To be fair, the Beatles did play a role in popularising the music, but so too did the Stones and a whole lot of lesser British bands like Freddie and the Dreamers, the Swinging Blue Jeans and the Searchers, and there's no way I can think of anything positive to say about that lot. But despite my in built prejudice against British beat music of the sixties I have to admit that many of the Beatles albums are still worth the occasional play. When my sons visit the music they want to listen to is primarily the Beatles. Obviously I didn't bring them up very well, but when forced to listen to their later LPs there is a certain appeal, in the tunes, the backing and the vocals. Compared with most of the dross that passes for pop music today it's sheer brilliance. Did anyone hear Speech Debelle, or whatever she calls herself, who won the Mercury prize for an album that sold 3000 copies? I rest my case.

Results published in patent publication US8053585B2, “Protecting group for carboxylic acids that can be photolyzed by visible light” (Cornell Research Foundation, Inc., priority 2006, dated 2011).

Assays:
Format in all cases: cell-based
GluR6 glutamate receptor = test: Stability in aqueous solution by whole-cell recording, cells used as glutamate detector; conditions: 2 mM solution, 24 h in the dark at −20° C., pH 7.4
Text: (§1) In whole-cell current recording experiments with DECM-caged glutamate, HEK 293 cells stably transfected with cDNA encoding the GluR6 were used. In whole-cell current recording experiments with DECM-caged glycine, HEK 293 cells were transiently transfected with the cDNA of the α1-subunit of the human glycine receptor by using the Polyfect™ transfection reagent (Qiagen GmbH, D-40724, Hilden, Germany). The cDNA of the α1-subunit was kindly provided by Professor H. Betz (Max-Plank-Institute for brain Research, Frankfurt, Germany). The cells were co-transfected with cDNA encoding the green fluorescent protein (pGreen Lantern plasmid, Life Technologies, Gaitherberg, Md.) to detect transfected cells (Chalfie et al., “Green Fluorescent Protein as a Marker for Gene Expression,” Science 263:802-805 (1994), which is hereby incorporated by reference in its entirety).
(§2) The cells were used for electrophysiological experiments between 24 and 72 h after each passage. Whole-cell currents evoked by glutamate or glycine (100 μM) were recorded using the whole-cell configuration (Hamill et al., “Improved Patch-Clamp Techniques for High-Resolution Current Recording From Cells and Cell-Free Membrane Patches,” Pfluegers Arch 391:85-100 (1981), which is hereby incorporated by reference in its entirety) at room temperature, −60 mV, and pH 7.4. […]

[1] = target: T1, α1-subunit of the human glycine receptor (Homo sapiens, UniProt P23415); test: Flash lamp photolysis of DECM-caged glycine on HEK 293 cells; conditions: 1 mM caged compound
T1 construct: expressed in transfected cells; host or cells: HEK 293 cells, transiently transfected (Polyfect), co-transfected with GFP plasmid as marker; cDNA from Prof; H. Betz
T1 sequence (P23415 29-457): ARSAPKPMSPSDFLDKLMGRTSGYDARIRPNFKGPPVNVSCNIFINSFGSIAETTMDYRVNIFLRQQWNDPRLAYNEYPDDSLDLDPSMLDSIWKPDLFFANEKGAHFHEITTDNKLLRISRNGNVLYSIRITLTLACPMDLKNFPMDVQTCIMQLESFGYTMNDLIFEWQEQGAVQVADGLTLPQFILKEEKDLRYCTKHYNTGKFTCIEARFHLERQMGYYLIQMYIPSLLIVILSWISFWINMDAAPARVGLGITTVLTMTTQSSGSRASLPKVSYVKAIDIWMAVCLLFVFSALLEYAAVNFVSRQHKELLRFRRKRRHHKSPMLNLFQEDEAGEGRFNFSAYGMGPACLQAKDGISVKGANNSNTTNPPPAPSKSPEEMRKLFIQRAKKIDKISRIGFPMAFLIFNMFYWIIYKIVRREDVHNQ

The BBC website today ran a story about what it's like to be fully paid up Beatles hater. Such paragons of musical taste include James Bond (in Goldfinger) and Robert Elms. Even though I don't fully subscribe to their views they have my full support. Here's the article: http://news.bbc.co.uk/1/hi/magazine/8246313.stm

Wednesday, September 02, 2009

Music photos from 2000/2001

I've been going through some of my old music photos again and picked out some from 2000 and 2001 which I hope are of interest.
In the autumn of 2000 Ace Records put on a series of shows at the Jazz Cafe featuring some great names from soul and R and B. First, here is Memphis R and B performer Roscoe Gordon, whose shuffle beat tracks such as No More Dogging went on to inspire the early ska movement in Jamaica. Roscoe died in 2002 aged 74. Mary Love is a favourite among Northern Soul fans as a result of early records including Lay This Burden Down and You Turned My Bitter Into Sweet. In the 80s she began to record gospel under the name Mary Love Comer.